HM Insights

Government introduce proposals to reduce ill-health related job loss

In the UK, there are around 12.7m working-age people with a long-term health condition, including 7.6m disabled people whose condition affects their ability to carry out day to day activities. However despite rates of employment steadily increasing, there remains a gap between the employment rate of disabled people compared with those who are non-disabled. Disabled people are twice as likely to fall out of work, with around 300,000 people with a long-term mental health condition falling out of work every year

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The Government is now consulting on a number of proposals which aim to reduce ill health-related job loss. The Consultation opened on 15th July 2019 and closes on 7th October 2019 and can be found here.

Making sure all employers have access to the support they need

The Government says it is committed to doing more to create the conditions for success by making sure all employers have access to the support they need to help their employees. This includes improving advice and information for employers, improving the occupational health market, and exploring what financial support the government could provide to help smaller businesses and self-employed people access occupational health.

Many of the proposals involve additional government assistance to employers trying to support employees with long term health conditions and disabilities. However, there are also proposals to change the existing legal framework around workplace modifications - potentially widening the scope of reasonable adjustments and creating new rights for employees.

The Proposals

The proposal gaining most mainstream media attention was proposed changes to Statutory Sick Pay (SSP), with the Government proposing to extend eligibility to those earning below the current threshold. Other SSP changes proposed included simplifying qualifying days for SSP, allowing employees to continue receiving statutory sick pay during phased returns to work and offering small businesses that follow best practice guidance to help employees return to work a rebate on SSP paid.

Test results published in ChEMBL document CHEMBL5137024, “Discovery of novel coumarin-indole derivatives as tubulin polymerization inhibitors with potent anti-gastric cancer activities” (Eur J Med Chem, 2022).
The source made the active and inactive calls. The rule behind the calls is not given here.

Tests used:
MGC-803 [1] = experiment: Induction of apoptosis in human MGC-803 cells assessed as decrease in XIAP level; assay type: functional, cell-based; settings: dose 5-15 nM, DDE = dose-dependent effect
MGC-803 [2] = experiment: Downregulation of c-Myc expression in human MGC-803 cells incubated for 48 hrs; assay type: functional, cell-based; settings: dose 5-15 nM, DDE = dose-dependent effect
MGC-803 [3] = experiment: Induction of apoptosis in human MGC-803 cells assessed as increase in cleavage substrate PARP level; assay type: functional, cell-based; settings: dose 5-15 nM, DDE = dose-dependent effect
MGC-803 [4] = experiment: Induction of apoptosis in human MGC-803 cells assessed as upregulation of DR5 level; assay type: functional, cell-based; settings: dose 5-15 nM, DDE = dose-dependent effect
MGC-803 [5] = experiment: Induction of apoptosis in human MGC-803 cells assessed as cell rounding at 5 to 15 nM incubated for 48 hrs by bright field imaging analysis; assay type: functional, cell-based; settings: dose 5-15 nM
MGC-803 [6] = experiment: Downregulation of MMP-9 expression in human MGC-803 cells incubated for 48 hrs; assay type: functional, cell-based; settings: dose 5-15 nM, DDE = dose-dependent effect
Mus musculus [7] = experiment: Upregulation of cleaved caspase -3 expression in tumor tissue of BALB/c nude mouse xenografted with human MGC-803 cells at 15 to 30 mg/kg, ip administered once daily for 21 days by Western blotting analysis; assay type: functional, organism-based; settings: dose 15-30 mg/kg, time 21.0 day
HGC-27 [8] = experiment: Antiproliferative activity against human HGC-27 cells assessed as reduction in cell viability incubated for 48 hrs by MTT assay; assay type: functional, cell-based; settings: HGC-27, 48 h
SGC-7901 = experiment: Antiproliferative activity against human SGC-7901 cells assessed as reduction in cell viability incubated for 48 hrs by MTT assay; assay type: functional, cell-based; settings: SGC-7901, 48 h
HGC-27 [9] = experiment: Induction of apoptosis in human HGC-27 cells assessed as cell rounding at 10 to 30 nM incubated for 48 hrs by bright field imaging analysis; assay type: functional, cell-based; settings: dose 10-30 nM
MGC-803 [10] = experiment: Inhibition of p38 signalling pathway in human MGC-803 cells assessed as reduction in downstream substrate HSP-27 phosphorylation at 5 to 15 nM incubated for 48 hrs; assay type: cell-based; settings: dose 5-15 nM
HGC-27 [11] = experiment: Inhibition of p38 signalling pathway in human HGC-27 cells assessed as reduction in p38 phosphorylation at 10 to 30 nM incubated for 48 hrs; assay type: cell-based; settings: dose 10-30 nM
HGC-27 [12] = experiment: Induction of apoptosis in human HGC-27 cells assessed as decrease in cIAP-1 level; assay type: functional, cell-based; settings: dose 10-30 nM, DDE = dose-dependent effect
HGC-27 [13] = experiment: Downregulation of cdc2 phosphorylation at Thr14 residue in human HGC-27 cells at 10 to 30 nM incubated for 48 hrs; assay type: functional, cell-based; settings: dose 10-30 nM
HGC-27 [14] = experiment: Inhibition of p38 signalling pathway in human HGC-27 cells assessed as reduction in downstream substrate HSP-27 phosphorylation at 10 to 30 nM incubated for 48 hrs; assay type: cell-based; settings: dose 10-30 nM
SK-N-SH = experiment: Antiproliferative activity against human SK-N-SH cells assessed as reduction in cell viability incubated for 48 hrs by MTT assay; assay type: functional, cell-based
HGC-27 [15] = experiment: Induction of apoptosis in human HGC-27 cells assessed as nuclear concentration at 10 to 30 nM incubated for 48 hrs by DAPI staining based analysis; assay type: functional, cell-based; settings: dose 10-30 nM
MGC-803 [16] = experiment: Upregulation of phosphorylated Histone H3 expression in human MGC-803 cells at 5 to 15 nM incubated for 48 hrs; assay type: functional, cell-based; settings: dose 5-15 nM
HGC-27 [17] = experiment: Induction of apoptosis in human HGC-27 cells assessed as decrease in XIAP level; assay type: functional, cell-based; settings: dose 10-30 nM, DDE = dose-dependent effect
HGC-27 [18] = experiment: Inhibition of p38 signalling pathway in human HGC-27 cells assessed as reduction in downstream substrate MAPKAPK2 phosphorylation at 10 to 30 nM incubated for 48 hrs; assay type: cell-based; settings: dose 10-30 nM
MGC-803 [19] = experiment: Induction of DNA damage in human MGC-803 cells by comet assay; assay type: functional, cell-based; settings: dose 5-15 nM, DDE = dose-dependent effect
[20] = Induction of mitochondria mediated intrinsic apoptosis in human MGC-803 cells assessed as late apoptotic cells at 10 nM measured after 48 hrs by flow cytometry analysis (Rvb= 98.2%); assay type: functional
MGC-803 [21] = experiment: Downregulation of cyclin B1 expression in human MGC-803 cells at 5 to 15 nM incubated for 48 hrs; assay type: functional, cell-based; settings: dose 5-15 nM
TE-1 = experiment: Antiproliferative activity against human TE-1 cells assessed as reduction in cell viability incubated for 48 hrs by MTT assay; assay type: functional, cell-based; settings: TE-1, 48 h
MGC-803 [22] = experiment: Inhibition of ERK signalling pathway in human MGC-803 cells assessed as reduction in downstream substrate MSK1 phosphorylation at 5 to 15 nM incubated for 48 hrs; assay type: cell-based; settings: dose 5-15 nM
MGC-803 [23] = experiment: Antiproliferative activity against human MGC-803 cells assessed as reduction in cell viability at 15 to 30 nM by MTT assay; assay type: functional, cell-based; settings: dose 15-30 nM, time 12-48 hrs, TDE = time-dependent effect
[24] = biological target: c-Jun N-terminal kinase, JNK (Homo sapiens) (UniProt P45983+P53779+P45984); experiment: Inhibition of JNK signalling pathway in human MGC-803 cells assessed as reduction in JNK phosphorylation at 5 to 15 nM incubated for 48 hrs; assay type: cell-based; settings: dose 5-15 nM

A number of proposals related to improvements to Occupational Health services and helping SMEs access these services. This was alongside additional information and guidance aimed at encouraging employers to take early, sustained and proportionate steps to support a sick employee to return to work. The consultation has called for comments on whether or not guidance should be principle-based or instead should it outline for specific steps for employers to take.

The most interesting of all the proposals is a potential new right to request work(place) modifications which would, in effect, extend the existing duty for employers to make reasonable adjustments for disabled employees to a larger pool of employees. The idea is that employees could make a statutory request for work(place) modifications similar to a flexible working request and employers would have a set timescale to respond in and could only refuse a request on certain grounds. The consultation has asked for comments on who exactly should be caught by this proposal so it is difficult to assess the number of employers who would be affected by this new duty

What do employers need to consider?

Whilst there has been a change of Government and the proposals are at consultative stage only, the Secretary of State Matt Hancock remained in the post following the cabinet reshuffle and the suggestion is that there is a political will to introduce new policies to assist those with long term health conditions.

Therefore, employers will need to be mindful of the proposals as this could affect the SSP system and although they may already implement work(place) modifications on an informal basis, if a statutory right is introduced they will need to ensure they have formal procedures in place to respond to such requests. The sense is that employers will be expected to take more proactive action to assist those with long term health conditions return to work and will be expected to exhaust all options before dismissal becomes an option, therefore employers will need policies and procedures to match.

We're here to help 

If your business requires support in this area, or you would like us to review your current policies, then please contact a member of our team.